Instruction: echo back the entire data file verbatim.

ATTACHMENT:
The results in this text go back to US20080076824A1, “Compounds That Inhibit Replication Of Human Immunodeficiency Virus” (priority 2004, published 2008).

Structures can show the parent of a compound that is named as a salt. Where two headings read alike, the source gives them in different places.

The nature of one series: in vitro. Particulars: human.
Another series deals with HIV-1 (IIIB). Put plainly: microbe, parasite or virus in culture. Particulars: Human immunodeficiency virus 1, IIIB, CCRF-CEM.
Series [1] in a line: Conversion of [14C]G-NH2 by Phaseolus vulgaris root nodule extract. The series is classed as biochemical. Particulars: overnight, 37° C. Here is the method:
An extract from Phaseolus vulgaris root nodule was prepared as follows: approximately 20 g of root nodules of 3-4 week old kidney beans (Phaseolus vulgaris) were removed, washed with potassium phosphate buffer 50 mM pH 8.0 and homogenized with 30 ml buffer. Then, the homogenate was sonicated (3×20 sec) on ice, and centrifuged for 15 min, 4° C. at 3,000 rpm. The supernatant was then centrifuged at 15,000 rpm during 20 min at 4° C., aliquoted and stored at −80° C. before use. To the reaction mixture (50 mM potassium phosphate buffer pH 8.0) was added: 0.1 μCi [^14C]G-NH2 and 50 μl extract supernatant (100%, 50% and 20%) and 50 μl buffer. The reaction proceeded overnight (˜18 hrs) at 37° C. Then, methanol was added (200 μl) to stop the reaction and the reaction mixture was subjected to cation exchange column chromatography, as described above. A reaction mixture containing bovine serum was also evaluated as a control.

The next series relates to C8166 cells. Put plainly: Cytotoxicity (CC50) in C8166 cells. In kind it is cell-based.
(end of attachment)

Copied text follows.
The results in this text go back to US20080076824A1, “Compounds That Inhibit Replication Of Human Immunodeficiency Virus” (priority 2004, published 2008).

Structures can show the parent of a compound that is named as a salt. Where two headings read alike, the source gives them in different places.

The nature of one series: in vitro. Particulars: human.
Another series deals with HIV-1 (IIIB). Put plainly: microbe, parasite or virus in culture. Particulars: Human immunodeficiency virus 1, IIIB, CCRF-CEM.
Series [1] in a line: Conversion of [14C]G-NH2 by Phaseolus vulgaris root nodule extract. The series is classed as biochemical. Particulars: overnight, 37° C. Here is the method:
An extract from Phaseolus vulgaris root nodule was prepared as follows: approximately 20 g of root nodules of 3-4 week old kidney beans (Phaseolus vulgaris) were removed, washed with potassium phosphate buffer 50 mM pH 8.0 and homogenized with 30 ml buffer. Then, the homogenate was sonicated (3×20 sec) on ice, and centrifuged for 15 min, 4° C. at 3,000 rpm. The supernatant was then centrifuged at 15,000 rpm during 20 min at 4° C., aliquoted and stored at −80° C. before use. To the reaction mixture (50 mM potassium phosphate buffer pH 8.0) was added: 0.1 μCi [^14C]G-NH2 and 50 μl extract supernatant (100%, 50% and 20%) and 50 μl buffer. The reaction proceeded overnight (˜18 hrs) at 37° C. Then, methanol was added (200 μl) to stop the reaction and the reaction mixture was subjected to cation exchange column chromatography, as described above. A reaction mixture containing bovine serum was also evaluated as a control.

The next series relates to C8166 cells. Put plainly: Cytotoxicity (CC50) in C8166 cells. In kind it is cell-based.